Constructing Expertise: Surmounting Performance Plateaus by Tasks, by Tools, and by Techniques

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2. Background
2.1. How does the perception of action affect action control?
Maintaining fixation rather than moving the eyes can draw upon executive control. An interesting extension of this idea applies to tennis playing. The very best tennis players direct their gaze differently than less skilled players … the best players keep their gaze where the racquet made contact with the ball after the ball was hit. Less skilled tennis players tend to follow the ball with their eyes (Lafont, 2007). Planning to maintain fixation may confer the advantage of focusing attention more fully on hitting the ball in just the right way. (From Rosenbaum, 2010, p. Champion Tetris players during the Classic Tetris World Championships (CTWC) appear not to move their eyes as they play. Less skilled players, such as the 492 we sampled for our study, definitely move their eyes (Gray et al., a) with the more novice student players moving their eyes indifferent patterns than the slightly more expert ones.
The study of Perceptual-Motor Skill has always been a strong part of the study of human expertise with some of our current theories and controversies tracing their roots back to the early 19th century (as discussed by, Shin, Proctor, & Capaldi, 2010) and with a strong continuing focus in the motor learning community (e.g., Wulf, 2013). In the last two decades,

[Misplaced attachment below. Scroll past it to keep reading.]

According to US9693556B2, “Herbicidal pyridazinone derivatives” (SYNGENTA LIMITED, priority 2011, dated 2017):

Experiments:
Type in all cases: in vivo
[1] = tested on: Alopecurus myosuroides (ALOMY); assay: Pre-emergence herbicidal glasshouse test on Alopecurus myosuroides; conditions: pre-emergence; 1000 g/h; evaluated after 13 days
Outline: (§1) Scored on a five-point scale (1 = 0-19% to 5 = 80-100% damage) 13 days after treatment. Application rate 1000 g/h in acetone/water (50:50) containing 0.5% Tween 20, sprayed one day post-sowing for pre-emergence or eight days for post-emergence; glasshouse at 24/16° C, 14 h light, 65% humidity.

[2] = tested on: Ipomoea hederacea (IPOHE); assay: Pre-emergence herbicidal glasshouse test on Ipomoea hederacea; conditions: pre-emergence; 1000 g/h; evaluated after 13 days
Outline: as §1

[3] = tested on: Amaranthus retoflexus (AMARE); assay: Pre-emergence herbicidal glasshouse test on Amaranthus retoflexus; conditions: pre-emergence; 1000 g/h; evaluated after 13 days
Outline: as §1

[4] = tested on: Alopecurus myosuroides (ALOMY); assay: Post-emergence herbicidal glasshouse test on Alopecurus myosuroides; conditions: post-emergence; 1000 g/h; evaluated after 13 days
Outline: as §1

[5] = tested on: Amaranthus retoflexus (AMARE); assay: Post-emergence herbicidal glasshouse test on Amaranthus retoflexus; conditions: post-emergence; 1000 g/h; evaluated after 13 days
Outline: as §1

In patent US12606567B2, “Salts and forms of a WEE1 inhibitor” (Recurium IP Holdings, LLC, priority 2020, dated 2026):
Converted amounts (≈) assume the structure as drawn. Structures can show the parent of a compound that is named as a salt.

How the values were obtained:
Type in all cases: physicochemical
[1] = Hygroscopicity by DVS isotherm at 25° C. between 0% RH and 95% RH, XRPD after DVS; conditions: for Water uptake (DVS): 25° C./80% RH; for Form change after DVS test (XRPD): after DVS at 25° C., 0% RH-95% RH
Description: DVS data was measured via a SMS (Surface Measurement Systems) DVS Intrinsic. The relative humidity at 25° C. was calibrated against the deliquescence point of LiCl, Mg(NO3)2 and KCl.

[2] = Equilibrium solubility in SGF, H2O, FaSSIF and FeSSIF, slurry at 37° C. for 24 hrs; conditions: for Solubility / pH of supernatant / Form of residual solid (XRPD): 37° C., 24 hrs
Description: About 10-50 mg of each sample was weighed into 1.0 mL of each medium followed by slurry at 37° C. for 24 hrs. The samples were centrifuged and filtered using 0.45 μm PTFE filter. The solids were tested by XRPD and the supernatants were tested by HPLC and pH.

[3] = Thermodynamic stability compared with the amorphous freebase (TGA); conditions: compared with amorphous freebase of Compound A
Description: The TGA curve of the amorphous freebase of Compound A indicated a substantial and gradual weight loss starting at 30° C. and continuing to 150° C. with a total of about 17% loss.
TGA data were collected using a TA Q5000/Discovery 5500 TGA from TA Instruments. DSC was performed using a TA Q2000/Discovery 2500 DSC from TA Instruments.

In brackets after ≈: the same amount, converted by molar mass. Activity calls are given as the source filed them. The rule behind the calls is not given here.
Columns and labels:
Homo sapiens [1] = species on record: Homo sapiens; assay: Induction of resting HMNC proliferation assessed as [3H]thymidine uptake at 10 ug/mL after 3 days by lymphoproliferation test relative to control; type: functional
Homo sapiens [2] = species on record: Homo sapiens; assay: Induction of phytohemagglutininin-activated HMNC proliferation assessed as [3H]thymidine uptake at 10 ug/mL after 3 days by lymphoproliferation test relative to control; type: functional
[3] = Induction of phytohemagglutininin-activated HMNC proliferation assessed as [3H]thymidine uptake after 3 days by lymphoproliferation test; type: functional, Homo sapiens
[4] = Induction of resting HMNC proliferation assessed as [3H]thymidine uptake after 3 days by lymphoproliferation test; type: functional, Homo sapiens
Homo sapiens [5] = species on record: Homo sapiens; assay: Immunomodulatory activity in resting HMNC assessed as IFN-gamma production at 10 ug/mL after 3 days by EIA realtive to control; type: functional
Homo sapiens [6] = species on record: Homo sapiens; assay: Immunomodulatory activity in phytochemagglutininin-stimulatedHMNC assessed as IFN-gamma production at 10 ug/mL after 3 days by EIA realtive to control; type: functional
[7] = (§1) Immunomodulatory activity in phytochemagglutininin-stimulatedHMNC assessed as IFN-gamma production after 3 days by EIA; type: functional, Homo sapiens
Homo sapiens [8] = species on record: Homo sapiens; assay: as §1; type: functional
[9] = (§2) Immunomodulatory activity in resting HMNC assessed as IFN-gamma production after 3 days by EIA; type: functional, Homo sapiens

much attention has turned to (a) theories of event coding (Hommel, 1998, p. 143), (b) event structure and event segmentation (Zacks & Swallow, 2007; Zacks & Tversky, 2001), and
(c) event-predictive cognition (EPCog) (Baldwin & Kosie, 2021; Butz, Achimova, Bilkey, &
Knott, 2021; Kuperberg, 2021; Loschky, Larson, Smith, & Magliano, 2020). Each of these three is important for understanding the nature of skill in Tetris.
2.1.1. Theory of event coding
Our title for Section 2.1, How Does the Perception of Action Affect Action Control?, is taken from a question posed by Hommel (1998), but the question itself is puzzling … how could the event of perceiving an action affect something which comes before it namely,
the action itself Answering this answer is both the focus and the contribution of the Theory
of Event Coding (TEC) (Hommel, 2019; Hommel et al., The theory’s three most general assumptions (Hommel, 2019) are that goals for perception and action area) each coded the same way (the common coding assumption, (b) through distributed feature codes, and (c) which refer to distal features of the represented event. The challenge of the common coding assumption is the claim that part of the re-afferent signal comes from the movement itself, for example, from a hand movement or ahead movement,
and that such goal-directed movements can be made without any conscious knowledge about the motor system.
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